• How much O&M of our reserved works can be beneficially outsourced while maintaining the core capabilities necessary to ensure the agency remains a smart buyer of services and effectively fulfills its mission responsibilities; and
• how can we ensure that Federal responsibilities such as environmental, recreation and cultural resources are met? (see page 10 of Reclamation Action Plan).
Similar to title transfers, Reclamation must proceed cautiously when
contemplating O&M transfers or outsourcing. Project beneficiaries do not have a mission that includes river restoration and we cannot lose that key component of Reclamation’s mission. Any O&M transfers must include provisions to retain the stewardship and resource protection and restoration components of Reclamation’s mission.
The NRC report and Reclamation’s response suggest that Reclamation is poised to ramp up its outsourcing of operation and maintenance responsibilities for existing projects and facilities. While TU appreciates that outsourcing may be cost-effective at some level, and may not threaten a loss of core competencies within the agency, it is important that Reclamation only proceed with such outsourcing on a case-by-case basis, after a complete review of all of the costs of this strategy. In a thorough cost assessment, Reclamation must include third party benefits and costs, such as those associated with river restoration. Operating Reclamation facilities on the South Fork Snake and Sun rivers demonstrates that there may be significant positive benefits to reoperation of such facilities. But, with non-federal operators, they may be unlikely to identify, explore, or seek to achieve such benefits absent explicit language in their contracts providing either requirements or incentives to do so.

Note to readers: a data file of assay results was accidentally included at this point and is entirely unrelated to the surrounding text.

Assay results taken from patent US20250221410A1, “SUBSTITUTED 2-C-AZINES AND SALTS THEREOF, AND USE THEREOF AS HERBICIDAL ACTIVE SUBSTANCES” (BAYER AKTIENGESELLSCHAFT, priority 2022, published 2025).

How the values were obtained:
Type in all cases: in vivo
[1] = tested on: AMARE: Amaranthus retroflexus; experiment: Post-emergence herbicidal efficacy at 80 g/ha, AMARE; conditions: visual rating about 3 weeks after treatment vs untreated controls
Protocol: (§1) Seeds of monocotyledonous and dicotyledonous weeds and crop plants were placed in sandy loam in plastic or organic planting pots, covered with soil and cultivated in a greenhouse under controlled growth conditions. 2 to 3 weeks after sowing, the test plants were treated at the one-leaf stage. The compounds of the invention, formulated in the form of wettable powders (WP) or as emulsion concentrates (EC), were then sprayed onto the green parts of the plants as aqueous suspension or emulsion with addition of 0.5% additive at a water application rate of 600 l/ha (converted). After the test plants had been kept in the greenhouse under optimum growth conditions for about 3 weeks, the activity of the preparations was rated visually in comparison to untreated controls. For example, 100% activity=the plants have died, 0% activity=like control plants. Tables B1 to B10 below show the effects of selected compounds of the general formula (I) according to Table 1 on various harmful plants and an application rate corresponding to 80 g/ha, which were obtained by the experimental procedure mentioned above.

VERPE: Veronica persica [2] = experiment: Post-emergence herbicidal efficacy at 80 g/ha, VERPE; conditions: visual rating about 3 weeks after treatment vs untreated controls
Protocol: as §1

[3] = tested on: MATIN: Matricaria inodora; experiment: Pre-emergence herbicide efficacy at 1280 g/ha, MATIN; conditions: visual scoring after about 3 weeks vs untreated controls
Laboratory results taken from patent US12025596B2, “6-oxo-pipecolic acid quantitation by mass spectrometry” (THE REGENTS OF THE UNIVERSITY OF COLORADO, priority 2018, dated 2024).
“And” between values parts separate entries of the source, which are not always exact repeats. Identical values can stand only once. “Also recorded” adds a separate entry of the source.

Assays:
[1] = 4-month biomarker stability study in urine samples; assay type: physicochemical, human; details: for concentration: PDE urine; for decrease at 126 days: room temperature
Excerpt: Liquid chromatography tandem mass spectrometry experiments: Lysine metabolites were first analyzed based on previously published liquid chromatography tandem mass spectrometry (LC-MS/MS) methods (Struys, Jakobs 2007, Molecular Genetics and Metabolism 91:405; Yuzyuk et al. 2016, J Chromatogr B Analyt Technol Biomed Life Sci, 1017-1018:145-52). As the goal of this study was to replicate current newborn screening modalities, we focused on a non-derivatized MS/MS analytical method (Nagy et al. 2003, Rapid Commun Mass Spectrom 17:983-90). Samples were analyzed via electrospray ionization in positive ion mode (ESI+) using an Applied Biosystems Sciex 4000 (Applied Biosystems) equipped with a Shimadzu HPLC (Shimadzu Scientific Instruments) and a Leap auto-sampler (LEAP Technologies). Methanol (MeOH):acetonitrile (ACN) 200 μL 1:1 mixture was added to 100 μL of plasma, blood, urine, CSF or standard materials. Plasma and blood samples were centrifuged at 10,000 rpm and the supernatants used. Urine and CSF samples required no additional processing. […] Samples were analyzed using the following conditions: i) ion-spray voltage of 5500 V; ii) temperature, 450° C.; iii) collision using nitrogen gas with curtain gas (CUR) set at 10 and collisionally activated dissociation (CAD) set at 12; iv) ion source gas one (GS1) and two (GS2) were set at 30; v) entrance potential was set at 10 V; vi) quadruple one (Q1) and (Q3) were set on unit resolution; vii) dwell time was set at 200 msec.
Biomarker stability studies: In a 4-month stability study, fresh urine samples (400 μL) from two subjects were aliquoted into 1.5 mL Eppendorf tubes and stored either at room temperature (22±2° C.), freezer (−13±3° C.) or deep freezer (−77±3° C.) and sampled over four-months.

C. Performance-based construction standards
Trout Unlimited believes that there is no reason for Reclamation not to move to performance-based standards for contractors who are constructing and/or rehabilitating federal facilities. However, because of the broad nature of Reclamation’s mandate, it will be imperative that Reclamation provide uniform policy guidance regarding the scope of such standards. For example, performance based standards must incorporate environmental compliance and resource protection measures. Given the nature of Reclamation’s mission, performance based standards could provide bonuses to contractors who go “beyond compliance,” who incorporate green building standards, who incorporate energy efficiency components into their work and whose work ultimately allows for river and fishery restoration.
Thank you again for the opportunity to testify today. I look forward to answering any
questions you may have.